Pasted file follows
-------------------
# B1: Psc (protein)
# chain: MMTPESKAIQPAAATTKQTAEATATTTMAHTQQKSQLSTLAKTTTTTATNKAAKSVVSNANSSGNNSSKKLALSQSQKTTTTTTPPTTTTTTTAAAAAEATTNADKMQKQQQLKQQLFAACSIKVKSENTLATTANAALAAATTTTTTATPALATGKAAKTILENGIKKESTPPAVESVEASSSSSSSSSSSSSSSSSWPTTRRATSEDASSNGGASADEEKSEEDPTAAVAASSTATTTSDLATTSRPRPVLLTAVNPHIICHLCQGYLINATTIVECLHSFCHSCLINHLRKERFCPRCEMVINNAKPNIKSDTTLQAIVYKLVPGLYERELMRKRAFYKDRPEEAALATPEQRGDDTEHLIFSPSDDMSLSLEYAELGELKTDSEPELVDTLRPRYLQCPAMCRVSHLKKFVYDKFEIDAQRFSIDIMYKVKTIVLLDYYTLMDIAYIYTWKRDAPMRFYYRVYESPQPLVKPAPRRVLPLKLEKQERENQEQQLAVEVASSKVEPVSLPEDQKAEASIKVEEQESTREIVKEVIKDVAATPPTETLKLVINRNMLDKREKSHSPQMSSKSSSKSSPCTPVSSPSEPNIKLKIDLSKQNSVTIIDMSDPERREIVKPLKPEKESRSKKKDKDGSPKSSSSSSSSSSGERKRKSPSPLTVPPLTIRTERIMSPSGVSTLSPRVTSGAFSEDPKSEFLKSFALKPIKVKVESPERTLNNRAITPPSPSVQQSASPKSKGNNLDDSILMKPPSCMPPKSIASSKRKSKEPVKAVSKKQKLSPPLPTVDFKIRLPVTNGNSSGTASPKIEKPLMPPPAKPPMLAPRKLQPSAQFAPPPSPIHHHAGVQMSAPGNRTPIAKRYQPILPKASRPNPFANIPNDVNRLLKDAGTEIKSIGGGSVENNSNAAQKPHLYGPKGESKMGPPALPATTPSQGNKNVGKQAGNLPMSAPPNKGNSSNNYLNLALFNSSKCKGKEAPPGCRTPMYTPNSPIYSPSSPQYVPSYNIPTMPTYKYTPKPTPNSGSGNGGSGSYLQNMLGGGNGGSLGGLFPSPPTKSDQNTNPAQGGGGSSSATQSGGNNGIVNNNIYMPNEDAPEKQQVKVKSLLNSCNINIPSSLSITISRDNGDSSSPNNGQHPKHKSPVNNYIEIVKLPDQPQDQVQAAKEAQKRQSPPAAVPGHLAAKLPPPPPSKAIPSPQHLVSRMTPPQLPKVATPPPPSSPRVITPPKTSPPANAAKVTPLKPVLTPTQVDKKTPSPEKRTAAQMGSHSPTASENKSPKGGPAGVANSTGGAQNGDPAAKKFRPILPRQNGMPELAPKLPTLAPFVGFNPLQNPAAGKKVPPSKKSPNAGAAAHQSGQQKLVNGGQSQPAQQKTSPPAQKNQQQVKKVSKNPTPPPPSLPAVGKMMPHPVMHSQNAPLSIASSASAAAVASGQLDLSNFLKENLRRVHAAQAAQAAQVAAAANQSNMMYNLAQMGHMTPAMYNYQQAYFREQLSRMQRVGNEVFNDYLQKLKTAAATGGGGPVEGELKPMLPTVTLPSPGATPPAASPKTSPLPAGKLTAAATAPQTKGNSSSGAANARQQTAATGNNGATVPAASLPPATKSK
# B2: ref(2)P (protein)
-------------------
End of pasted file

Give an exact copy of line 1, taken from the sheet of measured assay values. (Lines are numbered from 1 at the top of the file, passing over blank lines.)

# B1: Psc (protein)